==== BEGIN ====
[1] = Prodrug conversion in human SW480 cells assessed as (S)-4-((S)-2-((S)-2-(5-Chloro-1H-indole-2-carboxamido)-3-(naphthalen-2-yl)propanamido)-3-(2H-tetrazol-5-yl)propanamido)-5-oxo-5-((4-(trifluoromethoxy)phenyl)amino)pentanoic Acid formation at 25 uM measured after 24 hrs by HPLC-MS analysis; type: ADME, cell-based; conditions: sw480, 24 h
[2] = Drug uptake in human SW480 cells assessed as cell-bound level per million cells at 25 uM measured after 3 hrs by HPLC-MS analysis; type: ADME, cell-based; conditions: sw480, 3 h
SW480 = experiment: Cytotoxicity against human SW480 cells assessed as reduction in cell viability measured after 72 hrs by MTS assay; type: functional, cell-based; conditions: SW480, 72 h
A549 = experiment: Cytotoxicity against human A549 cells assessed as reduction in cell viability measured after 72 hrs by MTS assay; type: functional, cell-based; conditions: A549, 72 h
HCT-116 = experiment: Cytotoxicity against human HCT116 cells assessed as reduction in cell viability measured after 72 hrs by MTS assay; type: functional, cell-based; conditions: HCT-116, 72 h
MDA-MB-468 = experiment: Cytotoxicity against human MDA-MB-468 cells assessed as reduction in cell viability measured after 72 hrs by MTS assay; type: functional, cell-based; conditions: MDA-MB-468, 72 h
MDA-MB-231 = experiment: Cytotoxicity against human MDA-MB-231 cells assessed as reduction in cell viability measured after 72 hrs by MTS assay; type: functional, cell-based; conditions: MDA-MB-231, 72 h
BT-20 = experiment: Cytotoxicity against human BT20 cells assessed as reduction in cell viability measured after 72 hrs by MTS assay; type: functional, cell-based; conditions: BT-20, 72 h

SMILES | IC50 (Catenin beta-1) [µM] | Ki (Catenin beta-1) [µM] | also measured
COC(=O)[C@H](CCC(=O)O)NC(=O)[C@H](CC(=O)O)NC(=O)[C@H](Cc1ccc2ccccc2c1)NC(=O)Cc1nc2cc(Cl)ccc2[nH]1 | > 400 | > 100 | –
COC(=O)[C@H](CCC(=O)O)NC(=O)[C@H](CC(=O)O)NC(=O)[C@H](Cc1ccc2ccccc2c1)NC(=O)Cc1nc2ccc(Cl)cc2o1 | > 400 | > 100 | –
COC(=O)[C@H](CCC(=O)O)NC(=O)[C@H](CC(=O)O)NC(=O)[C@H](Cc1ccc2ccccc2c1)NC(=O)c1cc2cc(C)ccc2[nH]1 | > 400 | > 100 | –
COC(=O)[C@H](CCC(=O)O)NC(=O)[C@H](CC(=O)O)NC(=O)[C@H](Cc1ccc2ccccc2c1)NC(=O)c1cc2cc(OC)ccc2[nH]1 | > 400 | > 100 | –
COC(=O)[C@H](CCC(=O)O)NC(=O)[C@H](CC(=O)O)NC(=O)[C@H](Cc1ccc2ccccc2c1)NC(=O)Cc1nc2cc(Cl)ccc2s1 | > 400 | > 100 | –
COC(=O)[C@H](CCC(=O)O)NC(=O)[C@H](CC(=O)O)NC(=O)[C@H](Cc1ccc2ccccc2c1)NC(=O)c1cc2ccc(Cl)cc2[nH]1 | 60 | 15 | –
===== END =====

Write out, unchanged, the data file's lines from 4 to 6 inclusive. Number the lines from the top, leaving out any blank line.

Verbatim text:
A549 = experiment: Cytotoxicity against human A549 cells assessed as reduction in cell viability measured after 72 hrs by MTS assay; type: functional, cell-based; conditions: A549, 72 h
HCT-116 = experiment: Cytotoxicity against human HCT116 cells assessed as reduction in cell viability measured after 72 hrs by MTS assay; type: functional, cell-based; conditions: HCT-116, 72 h
MDA-MB-468 = experiment: Cytotoxicity against human MDA-MB-468 cells assessed as reduction in cell viability measured after 72 hrs by MTS assay; type: functional, cell-based; conditions: MDA-MB-468, 72 h